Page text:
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A lecture at the University of West London.

A university is an institution where teaching and research is done. The word university comes from the Latin universitas magistrorum et scholarium, roughly meaning "community of teachers and scholars". [1] Students can go to university to get an academic degree. Unlike the schooling they have done before, the courses at university are specialised. A person studying biology at university has many courses about biology and fewer courses in other fields such as languages or history. To get a higher degree, people must do some research.

History[change | change source]

Old buildings of University of Bologna, founded in 1088

The universities were born in Europe during the Middle Ages. The first institution of this type was the University of Bologna that later became a model for similar centres of education[2][3][4]. This term can often be used in other cultures to mean centers of higher education and higher thought, although their creation was often well before the Middle Ages.

At first, the universities had formed themselves according to the model of the professional groups and like almost everything in the Middle Ages, they remained tied to the Catholic Church. At the beginning, they had worked to teach the so-called "seven liberal arts" (the trivium and the quadrivium):

That earliest division caused the present divisions between literary and scientific fields. The world's oldest university is Qarawiyyin university.

Organisation[change | change source]

A university can include several campuses or different places where classes are taught by professors. In each campus there are several faculties and university schools (mainly for teaching), and also laboratories, departments and institutes of research. Many campuses also have housing for students in buildings called dormitories and structures like libraries, study rooms and gymnasiums for students that live there. Each school offers many courses that students take to earn a degree. The person with the highest right to control and to command in a university is the rector, who governs the university with the help of the party of vice-rectors and of other organs such as the social council and the governing body.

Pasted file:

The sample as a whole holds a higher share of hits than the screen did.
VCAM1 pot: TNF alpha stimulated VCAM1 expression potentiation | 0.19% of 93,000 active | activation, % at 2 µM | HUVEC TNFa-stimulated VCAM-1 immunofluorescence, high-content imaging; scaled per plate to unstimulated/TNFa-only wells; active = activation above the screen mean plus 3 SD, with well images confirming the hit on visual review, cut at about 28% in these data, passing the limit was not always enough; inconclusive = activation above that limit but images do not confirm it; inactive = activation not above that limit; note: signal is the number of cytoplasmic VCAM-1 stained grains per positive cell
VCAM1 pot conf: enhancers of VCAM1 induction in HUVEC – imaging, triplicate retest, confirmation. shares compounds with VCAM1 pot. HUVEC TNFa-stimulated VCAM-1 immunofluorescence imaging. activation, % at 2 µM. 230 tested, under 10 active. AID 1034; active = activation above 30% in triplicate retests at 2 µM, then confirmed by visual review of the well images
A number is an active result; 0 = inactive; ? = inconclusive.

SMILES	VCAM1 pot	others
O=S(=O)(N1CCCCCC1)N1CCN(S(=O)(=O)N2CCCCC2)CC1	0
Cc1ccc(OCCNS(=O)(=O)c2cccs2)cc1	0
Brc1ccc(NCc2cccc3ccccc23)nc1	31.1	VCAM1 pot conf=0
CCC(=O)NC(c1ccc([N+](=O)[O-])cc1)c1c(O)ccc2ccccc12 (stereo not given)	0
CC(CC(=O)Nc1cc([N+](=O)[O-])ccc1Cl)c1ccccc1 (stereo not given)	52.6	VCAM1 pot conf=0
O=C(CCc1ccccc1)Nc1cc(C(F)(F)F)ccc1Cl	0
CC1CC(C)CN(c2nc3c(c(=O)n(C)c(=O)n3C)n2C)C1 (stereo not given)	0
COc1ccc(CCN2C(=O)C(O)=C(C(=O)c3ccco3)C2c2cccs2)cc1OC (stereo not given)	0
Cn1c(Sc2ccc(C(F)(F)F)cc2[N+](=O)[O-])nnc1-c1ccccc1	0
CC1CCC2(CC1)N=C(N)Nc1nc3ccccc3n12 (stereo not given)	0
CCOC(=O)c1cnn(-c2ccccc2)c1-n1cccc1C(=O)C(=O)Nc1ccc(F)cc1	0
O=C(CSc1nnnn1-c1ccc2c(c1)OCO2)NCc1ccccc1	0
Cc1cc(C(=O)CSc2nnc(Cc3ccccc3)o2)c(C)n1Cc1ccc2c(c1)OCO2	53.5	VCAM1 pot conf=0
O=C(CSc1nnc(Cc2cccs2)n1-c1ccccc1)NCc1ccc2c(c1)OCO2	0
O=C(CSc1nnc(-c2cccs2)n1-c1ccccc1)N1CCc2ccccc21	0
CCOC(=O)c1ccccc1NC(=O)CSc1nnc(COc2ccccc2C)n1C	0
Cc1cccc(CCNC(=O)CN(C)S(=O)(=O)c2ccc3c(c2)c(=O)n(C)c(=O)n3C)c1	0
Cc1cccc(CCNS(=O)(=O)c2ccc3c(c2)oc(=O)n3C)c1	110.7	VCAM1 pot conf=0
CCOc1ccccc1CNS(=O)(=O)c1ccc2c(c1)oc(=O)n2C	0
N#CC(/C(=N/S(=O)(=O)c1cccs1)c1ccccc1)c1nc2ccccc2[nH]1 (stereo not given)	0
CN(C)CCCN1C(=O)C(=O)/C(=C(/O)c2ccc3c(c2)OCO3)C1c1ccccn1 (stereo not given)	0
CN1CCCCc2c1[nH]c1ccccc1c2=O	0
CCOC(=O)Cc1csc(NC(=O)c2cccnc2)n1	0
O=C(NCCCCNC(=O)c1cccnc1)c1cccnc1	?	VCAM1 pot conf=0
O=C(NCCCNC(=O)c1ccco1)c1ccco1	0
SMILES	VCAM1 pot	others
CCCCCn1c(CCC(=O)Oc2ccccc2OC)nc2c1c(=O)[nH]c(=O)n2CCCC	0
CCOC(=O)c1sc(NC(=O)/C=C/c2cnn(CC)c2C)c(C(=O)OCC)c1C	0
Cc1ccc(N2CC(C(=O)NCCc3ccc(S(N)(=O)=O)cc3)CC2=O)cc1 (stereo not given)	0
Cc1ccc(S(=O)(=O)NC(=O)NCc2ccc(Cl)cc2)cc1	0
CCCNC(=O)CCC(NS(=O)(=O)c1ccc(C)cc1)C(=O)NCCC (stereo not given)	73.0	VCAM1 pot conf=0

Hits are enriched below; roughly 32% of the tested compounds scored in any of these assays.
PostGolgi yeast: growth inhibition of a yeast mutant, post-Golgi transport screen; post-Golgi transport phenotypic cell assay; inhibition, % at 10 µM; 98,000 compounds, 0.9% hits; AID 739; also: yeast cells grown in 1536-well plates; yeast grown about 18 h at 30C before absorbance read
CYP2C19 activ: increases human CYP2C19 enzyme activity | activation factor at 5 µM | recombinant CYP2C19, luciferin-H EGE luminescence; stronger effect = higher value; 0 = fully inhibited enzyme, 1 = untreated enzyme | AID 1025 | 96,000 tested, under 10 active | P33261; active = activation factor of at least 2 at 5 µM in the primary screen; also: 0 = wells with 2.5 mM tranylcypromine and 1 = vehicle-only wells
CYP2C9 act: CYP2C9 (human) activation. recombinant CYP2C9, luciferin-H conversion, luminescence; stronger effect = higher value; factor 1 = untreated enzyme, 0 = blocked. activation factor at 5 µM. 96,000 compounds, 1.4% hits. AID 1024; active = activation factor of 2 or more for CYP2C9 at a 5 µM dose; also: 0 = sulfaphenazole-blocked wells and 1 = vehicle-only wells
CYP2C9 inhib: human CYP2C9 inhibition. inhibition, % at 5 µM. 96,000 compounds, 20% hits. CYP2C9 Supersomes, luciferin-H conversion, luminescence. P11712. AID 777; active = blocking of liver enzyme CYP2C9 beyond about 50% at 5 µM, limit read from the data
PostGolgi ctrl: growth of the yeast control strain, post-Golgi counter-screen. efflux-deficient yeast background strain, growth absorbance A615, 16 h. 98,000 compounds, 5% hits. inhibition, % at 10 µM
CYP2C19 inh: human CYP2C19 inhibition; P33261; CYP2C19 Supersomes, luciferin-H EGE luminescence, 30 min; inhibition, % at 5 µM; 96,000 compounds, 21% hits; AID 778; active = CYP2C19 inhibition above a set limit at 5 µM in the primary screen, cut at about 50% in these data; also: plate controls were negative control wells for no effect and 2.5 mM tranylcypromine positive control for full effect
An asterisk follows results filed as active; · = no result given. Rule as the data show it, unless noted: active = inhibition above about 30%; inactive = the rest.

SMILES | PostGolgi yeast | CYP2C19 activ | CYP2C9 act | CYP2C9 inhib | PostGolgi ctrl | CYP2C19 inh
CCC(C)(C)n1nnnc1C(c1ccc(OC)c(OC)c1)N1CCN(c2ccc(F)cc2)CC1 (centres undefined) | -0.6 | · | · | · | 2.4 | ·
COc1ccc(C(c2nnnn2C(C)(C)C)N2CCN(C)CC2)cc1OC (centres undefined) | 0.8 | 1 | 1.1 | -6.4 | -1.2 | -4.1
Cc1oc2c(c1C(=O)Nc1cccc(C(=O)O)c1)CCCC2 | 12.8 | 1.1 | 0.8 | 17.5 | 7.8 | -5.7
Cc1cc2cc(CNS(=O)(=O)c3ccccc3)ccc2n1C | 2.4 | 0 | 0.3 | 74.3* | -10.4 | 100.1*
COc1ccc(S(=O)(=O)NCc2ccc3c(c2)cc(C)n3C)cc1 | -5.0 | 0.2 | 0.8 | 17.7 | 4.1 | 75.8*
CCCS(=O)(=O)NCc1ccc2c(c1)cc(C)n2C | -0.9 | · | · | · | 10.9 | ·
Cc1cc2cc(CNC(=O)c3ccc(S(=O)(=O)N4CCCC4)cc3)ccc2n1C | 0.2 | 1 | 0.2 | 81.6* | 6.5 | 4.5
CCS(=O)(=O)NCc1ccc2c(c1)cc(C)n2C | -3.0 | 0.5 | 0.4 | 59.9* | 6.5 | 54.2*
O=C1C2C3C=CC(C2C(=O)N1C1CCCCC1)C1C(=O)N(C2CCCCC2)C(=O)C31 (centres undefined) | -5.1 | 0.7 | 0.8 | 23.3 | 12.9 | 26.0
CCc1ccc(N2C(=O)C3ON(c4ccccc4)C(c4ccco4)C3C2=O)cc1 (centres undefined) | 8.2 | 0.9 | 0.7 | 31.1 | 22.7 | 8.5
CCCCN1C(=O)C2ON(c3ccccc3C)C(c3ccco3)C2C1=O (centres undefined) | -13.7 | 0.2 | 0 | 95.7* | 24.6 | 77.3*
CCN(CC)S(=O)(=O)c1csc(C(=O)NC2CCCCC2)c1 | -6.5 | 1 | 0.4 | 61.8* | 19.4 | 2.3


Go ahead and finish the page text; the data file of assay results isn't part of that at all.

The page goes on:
Notable universities[change | change source]

United Kingdom[change | change source]

China[change | change source]

Germany[change | change source]

Malaysia[change | change source]

Mexico[change | change source]

Sweden[change | change source]

Finland[change | change source]

  • Åbo Akademi University
  • Aalto University
  • University of Helsinki

United States[change | change source]

There is a group of famous universities called the Ivy League. They are:

Some other famous universities are:

Canada[change | change source]

Poland[change | change source]

Japan[change | change source]

Italy[change | change source]

Australia[change | change source]

Chile[change | change source]

  • University of Chile (Universidad de Chile)
  • Catholic University of Chile (Universidad Católica de Chile)
  • Metropolitan Technologic University (Universidad Tecnológica Metropolitana)

Turkey[change | change source]

Romania[change | change source]

  • Naval Academy "Mircea cel Batran" (ANMB)

South Korea[change | change source]

Related pages[change | change source]

References[change | change source]

  1. Chisholm, Hugh (1911). Encyclopaedia Britannica: A Dictionary of Arts, Sciences, Literature and General Information. Encyclopaedia britannica Company. p. 748.
  2. Janin, Hunt (2008). The University in Medieval Life, 1179-1499. McFarland. p. 55. ISBN 978-0-7864-3462-6.
  3. Ridder-Symoens, Hilde de (2003). A History of the University in Europe: Volume 1, Universities in the Middle Ages. Cambridge University Press. pp. 47–55. ISBN 978-0-521-54113-8.
  4. Gaston, Paul L. (2010). The Challenge of Bologna. Stylus Publishing Llc. p. 18. ISBN 978-1-57922-366-3.

Other websites[change | change source]